We are a small global community of people dedicated to the Buddhist teachings of Dzogchen. We started about 15 years ago to publish documents and records of our teacher online in order to make them available free of charge. In the last few months, especially spurred on by the corona pandemic, the demand for these published media has grown very strongly, as has the desire of many to actively participate in this project.
So we now have the challenge of building a cost-effective, yet well-functioning infrastructure that enables people to communicate with one another in real time, exchange documents and work together on joint projects as quickly as possible.
This is where Nextcloud comes into play as a self-hosted solution and which is why I’m addressing you here today.
I have some experience in server administration due to my job and therefore I would like to set up a server that is suitable for this task. Unfortunately, I can’t find any reasonably conclusive information about the specifications that such a computer should bring.
Therefore, I’ll give you a few key data that might be helpful:
The server can be connected to the Internet via a GigBit connection to a DSL connection with fixed IP and 150MBit upstream and 50MBit downstream. The data stream can be neatly separated from the rest of the network data traffic using VLAN tagging.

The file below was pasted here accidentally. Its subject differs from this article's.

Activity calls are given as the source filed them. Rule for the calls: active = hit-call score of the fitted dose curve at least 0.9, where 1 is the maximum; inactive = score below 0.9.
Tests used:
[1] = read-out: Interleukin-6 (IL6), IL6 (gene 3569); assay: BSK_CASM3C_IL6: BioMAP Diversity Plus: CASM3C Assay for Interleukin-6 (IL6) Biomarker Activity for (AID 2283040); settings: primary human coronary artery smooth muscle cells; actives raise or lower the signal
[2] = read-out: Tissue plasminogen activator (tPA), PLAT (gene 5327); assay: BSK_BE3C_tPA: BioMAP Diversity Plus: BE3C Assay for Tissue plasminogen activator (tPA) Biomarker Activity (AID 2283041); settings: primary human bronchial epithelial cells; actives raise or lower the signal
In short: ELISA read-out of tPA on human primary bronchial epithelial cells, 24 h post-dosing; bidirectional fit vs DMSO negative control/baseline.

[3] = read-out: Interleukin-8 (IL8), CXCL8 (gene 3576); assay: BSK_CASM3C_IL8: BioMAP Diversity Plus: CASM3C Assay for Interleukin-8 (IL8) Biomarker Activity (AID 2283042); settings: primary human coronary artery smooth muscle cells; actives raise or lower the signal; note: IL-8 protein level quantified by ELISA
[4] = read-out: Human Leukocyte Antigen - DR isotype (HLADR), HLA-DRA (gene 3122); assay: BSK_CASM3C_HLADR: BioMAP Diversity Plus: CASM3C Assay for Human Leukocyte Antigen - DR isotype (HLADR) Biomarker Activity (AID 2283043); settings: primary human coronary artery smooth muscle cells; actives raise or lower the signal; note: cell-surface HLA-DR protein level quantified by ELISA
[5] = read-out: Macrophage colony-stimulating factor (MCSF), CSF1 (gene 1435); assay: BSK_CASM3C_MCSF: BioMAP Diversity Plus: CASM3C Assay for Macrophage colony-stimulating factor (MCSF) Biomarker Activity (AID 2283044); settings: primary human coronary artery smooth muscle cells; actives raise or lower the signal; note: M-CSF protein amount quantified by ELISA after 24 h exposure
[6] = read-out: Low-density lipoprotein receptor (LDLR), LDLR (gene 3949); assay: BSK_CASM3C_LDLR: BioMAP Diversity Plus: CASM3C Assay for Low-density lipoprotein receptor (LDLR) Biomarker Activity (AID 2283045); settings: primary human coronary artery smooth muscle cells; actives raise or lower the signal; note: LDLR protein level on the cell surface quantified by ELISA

We intend to operate Nextcloud with the “Talk” application and the free Collabora Edition. A RAID 5 system that is connected to the server via USB 3.0 serves as data storage. Further features such as e-mail etc. are initially not given priority but can still be implemented afterwards. A Raspberry Pi 4 with 4GB RAM will serve as a reverse proxy.
We expect around 5-15 people to be online all the time in the first 24-48 months. Should there be more after that, we would have to think again about the scalability of the system.
My questions are accordingly
What hardware equipment does a server need that can meet these requirements? Is the connection with 50MBit downstream sufficient for this? Is the Raspberry Pi 4 with its GigBit interface suitable as a reverse proxy without acting as a bottleneck?
I very much hope that I can get at least a few answers here that will help us with our project.